Marc, I think the company is looking terrific and I was very impressed by the standard of dancing both in Paris and with Ananiashvilli's group. But prices at Covent Garden are likely to be so high and there is such a small proportion of seats from which you get a reasonable view that by going to see only those ballets and casts which are of particular interest or you know you're likely to enjoy, you've saved a fair bit of money towards a trip to Moscow.

#12 coda

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Posted 14 March 2004 - 09:11 AM

I am afraid a trip to Moscow does not provide an opportunity to see ballets EVERY night as it will be during this summer season.
Also, are you aware, Alymer, that ticket prices for ballets at Bolshoi now are higher than those at Covent Garden?

#13 Marc Haegeman

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Posted 15 July 2004 - 08:55 AM

With the opening of the Bolshoi Ballet season in London only a few days away, I thought this preview in The Times might be of interest:

Dance: One jump ahead.

It features among others parts of an interview with star Maria Alexandrova and with director Alexei Ratmansky.

Anybody seeing something of the Bolshoi in London, be welcome to report.

#14 sandik

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Posted 29 July 2004 - 08:48 AM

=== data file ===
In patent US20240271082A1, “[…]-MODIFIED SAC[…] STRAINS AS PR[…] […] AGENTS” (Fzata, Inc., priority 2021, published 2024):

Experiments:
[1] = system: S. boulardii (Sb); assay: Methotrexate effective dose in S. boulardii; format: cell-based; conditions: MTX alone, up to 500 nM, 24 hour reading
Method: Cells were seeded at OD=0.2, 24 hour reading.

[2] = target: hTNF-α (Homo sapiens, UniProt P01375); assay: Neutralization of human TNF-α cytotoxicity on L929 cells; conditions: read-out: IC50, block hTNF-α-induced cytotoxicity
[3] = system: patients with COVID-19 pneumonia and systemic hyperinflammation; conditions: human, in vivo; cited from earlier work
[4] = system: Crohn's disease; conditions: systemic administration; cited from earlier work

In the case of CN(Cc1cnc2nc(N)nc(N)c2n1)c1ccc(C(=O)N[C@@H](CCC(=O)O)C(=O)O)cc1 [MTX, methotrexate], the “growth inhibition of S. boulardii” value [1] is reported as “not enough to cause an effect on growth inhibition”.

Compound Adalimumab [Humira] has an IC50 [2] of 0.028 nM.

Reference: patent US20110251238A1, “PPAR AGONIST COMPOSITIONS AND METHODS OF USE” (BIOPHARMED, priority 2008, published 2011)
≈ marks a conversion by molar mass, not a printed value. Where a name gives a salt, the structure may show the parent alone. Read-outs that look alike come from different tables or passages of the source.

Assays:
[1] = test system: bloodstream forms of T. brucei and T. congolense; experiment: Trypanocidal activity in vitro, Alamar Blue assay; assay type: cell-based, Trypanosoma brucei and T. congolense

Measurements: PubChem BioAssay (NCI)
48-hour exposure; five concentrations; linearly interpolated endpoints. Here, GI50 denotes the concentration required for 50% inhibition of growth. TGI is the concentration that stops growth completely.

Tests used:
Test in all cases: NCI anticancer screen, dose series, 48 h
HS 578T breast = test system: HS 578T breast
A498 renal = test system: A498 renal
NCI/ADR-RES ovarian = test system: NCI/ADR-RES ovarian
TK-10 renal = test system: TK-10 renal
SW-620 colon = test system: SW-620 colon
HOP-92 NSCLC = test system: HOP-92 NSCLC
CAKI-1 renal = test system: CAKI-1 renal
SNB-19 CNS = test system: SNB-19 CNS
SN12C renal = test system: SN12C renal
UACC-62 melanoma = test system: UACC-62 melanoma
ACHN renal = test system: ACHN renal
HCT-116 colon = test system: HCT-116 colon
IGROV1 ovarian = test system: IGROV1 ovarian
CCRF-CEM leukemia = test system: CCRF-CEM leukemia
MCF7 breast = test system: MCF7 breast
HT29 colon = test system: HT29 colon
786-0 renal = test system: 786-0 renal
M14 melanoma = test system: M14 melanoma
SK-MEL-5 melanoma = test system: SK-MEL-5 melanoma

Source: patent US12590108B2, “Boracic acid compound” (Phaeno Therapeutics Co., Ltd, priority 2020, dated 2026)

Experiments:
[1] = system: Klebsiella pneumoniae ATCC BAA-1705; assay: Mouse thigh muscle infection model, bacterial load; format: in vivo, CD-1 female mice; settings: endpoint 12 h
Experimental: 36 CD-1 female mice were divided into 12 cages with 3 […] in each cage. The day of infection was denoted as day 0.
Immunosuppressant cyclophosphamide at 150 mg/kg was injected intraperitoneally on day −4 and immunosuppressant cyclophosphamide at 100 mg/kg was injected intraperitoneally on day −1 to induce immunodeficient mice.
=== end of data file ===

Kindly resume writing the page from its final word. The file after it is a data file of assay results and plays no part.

Has anyone here seen the new R and J yet?

#15 Marc Haegeman

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Posted 01 August 2004 - 05:01 AM

Very briefly - You might at best call it an experiment - as I know the Bolshoi likes to think of it that way - but it's not a ballet. Poklitaru's shoplifter's choreography is extremely poor, it doesn't match the dramatic intentions and (even worse) ignores the music; the story has been (oh how original!) updated to 20th-century depravity country full of vile, perverse, and unsympathetic characters still bearing the same names but for whom one couldn't care less; some details are magnified (Mercutio's ambivalent sexual nature, Tybalt's relationship with Lady Capulet), yet the central element of love has been banned; the music has been chopped up leaving everybody wondering whom they are seeing. In spite of the occasional screams and silent passages, it remains even on a purely theatrical level a non-event. We all realize the Bolshoi wants to move forward, but this is a serious step backwards I'm afraid. No blame for the dancers, though, who did what they had to do in the best possible way, but they deserve a lot better. The production has been shred to pieces by the London critics, but the audience on opening night was cheering.